World Aids Day

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    Take a moment to read this and thank ALLAH for your health, and pray for those who don’t

    BEIJING (Reuters) – The world’s two most populous nations promised on Wednesday to eradicate ignorance about AIDS, a disease that was at first dismissed by many as a Western evil confined to drug users, homosexuals and prostitutes.

    In the world’s poorest continent, Africa, where the epidemic has ripped huge holes in the social and economic fabric, thousands staged rallies to mark World AIDS Day and Botswana’s president called on his stricken people to “Abstain or Die.”

    The World Health Organization estimates there are 25.4 million HIV sufferers in sub-Saharan Africa, 60 percent of the global total in a region with 10 percent of the world’s population.

    Activists and governments around the world marked the day with events drawing attention to the disease and promoting its eradication.

    China, criticized for its slow initial response to HIV/AIDS, put on a public display of commitment to fighting a disease the United Nations fears could infect 10 million Chinese by 2010.

    In India, where over five million people have already been infected with HIV, the government said it would make greater efforts to promote awareness, especially in rural areas and among the young.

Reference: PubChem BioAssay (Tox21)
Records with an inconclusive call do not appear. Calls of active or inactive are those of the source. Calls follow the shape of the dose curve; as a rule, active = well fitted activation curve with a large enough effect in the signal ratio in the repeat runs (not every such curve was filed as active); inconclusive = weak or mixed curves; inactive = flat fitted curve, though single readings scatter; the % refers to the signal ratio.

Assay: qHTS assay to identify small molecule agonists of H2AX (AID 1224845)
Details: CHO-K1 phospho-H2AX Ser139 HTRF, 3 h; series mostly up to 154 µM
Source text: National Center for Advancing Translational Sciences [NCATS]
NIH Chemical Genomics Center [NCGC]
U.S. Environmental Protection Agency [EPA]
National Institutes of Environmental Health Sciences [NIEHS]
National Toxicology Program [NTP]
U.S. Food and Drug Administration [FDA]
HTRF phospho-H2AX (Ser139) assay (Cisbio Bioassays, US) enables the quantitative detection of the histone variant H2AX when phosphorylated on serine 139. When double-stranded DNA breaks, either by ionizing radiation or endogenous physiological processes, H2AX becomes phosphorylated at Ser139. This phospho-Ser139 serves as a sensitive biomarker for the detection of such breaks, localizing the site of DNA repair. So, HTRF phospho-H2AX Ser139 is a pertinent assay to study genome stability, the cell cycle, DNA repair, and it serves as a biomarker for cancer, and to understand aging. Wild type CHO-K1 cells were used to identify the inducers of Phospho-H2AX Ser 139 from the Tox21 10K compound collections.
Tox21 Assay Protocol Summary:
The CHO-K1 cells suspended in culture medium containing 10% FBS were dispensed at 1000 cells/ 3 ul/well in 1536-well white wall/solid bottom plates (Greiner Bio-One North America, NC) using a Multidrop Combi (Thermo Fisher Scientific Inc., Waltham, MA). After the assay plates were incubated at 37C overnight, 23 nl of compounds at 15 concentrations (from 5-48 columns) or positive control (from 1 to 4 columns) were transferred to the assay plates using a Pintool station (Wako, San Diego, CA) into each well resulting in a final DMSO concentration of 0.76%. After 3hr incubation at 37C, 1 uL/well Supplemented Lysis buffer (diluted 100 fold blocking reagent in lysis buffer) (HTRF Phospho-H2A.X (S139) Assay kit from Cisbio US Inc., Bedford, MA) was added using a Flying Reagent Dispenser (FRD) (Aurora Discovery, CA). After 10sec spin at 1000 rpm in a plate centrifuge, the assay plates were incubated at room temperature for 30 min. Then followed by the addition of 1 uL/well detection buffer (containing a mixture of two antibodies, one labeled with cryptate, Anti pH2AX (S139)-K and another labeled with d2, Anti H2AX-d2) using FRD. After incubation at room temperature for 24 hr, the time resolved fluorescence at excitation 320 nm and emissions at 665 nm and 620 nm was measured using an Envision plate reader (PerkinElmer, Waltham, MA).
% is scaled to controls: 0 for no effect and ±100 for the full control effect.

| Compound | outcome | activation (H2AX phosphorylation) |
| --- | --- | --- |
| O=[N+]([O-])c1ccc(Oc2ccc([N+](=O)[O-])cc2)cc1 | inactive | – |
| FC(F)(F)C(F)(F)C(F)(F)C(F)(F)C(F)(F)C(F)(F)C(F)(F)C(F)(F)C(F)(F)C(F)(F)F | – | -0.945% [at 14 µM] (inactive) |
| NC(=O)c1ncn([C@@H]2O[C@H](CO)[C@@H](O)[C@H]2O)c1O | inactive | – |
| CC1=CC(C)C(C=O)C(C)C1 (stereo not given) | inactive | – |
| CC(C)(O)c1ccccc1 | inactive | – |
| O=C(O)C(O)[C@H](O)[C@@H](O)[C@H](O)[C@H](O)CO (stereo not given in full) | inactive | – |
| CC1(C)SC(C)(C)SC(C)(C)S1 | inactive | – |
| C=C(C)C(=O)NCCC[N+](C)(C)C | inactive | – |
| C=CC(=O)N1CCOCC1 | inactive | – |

“The world can no longer afford to ignore the enormity of the HIV epidemic,” Antonio Costa, executive director of the U.N. Office on Drugs and Crime, told an assembly in Beijing.

    “The time has come to strike back at a killer that is transmitted by drug use and sex, as well as by ignorance and denial,” he said before an audience waving large styrofoam red ribbons, that have come to symbolize the fight against AIDS.

    In South Africa, Archbishop Njongonkulu Ndungane of Cape Town used AIDS Day to criticize the government, which activists have long accused of moving too slowly against a disease that affects one in nine of the population.

    “With regard to our government’s endless stalling, I am at a loss,” Ndungane said in a speech for delivery at an AIDS rally.